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The Lost Art of Persuasion​

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​When everyone shouts, no one listens. That truism is more relevant today than ever. From politics to social media, the prevailing approach to discourse is to shout down or vilify those who disagree. It seems the art of persuasion has fallen out of favor. But internal auditors cannot allow themselves to be caught up in the fervor of de rigueur intransigence.

In order to effect positive change in organizations, we must make those on the receiving end of our recommendations and reports more open, comfortable, and amenable to what we have to say. Internal auditors must embrace the art of persuasion.

I discuss the art of persuasion in the chapter on Dynamic Communicators in my new book, Trusted Advisors: Key Attributes of Outstanding Internal Auditors:

Another important communication skill involves the art of persuasion. Results are not achieved until management implements internal audit's recommendations and they produce a desired outcome. Often, inspiring that reaction in management calls for persuasion. Persuasion doesn't rely on flashy eloquence, an arcane vocabulary, or a dramatic presentation. It's actually fairly simple: phrase your recommendations in ways that incentivize listeners to embrace them, because doing so will make them more successful.

It's not just a matter of phrasing, though. There must be sincerity behind it. You must truly want to help and be honestly interested in making the audited area or the company better. I have found that a good approach is to position your messages as often as possible in terms of risk. For example, let's say the audit reveals an outdated policy on how to evaluate potential contractors — a policy that doesn't take into account recent advances in technology. Internal auditors must convey the risks that could arise if the policy isn't updated. For example, if contractors are not thoroughly evaluated, there is an increased risk that those selected may be unable to meet the contract requirements, causing the organization to suffer inefficiencies or lost resources. The focus on risk eliminates finger wagging and, instead, directs attention to how mitigating the risk will make the area more effective and efficient, potentially driving shareholder value. Good managers will almost always respond to the opportunity to improve their area and their company, and their self-preservation instincts alone will cause their ears to perk up when risk is being discussed.

The techniques of persuasive argument are well known and have been taught for centuries. They impart a bit of salesmanship; a bit of evangelism; even a bit of arm twisting. But persuasion and effective communication are more than just bringing out your inner used-car salesman. Indeed, it requires a disciplined and intellectually honest approach to our work.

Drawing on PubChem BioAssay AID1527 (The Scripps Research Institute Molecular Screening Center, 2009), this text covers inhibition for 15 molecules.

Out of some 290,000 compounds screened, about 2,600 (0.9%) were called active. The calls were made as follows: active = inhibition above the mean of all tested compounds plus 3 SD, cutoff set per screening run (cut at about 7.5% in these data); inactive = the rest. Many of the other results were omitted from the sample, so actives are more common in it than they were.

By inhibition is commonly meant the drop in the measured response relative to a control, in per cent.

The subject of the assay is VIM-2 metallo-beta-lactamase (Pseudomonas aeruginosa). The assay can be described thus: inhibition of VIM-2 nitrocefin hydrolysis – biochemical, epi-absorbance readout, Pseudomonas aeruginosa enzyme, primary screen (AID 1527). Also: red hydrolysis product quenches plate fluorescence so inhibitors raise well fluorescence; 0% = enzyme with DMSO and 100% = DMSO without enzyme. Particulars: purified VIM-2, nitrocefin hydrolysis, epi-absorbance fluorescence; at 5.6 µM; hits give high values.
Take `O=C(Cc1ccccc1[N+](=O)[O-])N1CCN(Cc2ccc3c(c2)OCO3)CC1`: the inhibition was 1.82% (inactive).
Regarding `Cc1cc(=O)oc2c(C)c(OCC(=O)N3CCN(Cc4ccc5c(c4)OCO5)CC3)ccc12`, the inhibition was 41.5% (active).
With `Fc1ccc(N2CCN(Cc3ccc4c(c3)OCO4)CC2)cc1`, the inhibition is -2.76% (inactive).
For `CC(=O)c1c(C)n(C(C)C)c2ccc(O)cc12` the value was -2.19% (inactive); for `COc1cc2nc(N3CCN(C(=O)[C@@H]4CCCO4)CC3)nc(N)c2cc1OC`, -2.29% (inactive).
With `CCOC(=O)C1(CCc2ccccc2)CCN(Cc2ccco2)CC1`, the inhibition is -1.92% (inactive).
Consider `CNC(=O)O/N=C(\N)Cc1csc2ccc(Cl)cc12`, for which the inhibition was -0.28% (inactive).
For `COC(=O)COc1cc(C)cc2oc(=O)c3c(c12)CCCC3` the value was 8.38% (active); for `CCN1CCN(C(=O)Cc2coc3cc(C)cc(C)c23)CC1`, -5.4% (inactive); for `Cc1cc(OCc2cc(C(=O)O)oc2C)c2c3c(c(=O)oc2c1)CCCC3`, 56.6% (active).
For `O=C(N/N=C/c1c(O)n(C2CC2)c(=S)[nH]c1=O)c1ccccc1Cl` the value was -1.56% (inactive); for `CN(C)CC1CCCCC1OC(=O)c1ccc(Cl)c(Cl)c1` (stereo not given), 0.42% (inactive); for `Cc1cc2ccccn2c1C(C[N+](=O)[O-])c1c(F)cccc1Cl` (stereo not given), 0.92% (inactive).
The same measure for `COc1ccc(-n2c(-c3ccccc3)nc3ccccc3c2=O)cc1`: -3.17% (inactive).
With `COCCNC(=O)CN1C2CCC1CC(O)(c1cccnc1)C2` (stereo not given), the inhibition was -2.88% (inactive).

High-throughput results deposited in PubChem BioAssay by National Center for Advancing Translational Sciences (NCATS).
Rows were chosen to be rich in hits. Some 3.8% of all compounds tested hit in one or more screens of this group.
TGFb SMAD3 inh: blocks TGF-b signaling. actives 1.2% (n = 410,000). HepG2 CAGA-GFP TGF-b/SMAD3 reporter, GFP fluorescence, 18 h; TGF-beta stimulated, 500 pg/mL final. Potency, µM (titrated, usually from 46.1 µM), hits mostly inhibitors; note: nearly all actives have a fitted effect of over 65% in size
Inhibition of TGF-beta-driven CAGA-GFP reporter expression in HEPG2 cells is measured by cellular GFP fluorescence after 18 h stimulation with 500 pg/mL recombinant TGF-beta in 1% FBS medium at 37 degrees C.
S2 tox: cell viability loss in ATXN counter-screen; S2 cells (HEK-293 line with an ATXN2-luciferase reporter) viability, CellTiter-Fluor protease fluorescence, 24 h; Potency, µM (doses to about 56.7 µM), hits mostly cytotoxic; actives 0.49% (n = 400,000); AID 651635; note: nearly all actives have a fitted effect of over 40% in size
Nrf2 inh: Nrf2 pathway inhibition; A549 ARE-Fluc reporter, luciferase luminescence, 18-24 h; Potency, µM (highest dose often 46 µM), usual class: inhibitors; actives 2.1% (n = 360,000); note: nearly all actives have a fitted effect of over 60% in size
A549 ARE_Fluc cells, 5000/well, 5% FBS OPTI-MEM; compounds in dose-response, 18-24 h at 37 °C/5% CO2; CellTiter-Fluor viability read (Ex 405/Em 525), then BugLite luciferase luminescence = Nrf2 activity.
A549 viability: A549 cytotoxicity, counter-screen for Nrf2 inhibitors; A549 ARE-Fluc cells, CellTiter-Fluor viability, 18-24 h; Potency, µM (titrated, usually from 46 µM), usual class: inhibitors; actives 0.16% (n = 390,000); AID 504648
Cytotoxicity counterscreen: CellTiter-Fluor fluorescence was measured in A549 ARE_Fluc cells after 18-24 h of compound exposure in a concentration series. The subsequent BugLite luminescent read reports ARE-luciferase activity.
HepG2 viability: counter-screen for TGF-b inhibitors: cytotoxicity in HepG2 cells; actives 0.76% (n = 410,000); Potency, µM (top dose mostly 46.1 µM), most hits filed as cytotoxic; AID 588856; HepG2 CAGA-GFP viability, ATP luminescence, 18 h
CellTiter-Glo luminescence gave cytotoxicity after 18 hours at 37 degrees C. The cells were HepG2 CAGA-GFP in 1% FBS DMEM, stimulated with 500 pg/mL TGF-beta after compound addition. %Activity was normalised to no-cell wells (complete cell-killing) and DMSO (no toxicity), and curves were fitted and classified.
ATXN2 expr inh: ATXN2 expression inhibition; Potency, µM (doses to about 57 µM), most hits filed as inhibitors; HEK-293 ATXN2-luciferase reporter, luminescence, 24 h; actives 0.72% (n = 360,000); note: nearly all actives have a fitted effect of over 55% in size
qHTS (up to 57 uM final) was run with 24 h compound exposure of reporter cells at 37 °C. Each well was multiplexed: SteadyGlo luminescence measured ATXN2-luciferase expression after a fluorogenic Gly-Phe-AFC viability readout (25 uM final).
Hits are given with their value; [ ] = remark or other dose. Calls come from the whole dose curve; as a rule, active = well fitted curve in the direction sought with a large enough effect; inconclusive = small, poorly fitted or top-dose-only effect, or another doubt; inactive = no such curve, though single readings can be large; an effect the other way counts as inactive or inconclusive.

In a blog post earlier this year, I wrote about how internal auditors must be intellectually honest in their approach to every engagement and never limit their investigations only to resources that agree with their premises. In that post I listed intellectual honesty's four core concepts, and two of those are particularly germane here: relevant facts and information are never purposefully omitted, even when they contradict one's premise; and facts are presented in an unbiased manner and not twisted to give misleading impressions or to support one view over another.

If one reads between the lines, those two concepts reflect that negotiation and compromise are also integral parts of successful communication, persuasion, and intellectual honesty. Internal auditors must be willing to step back and consider contrasting or conflicting points of view.

Over my 40 years in the profession, audit clients have disagreed with my findings and recommendations on many occasions — sometimes vehemently. I found it most productive to take the time to step back and genuinely consider their points of view and to compromise when I found value in what they had to say.

In doing research for this post it quickly became obvious that much has been written about persuasion. Two quotes struck me as most relevant. The first, from American economist Mark Skousen, applies to the current state of public discourse — or the decided lack thereof, "The triumph of persuasion over force is the sign of a civilized society."  The second, from Aristotle, applies to how internal auditors should always strive to become trusted advisors, "Character may almost be called the most effective means of persuasion."

The art of persuasion is the art of effecting change, and effecting positive change is the ultimate goal in our profession.

As always, I welcome your comments.

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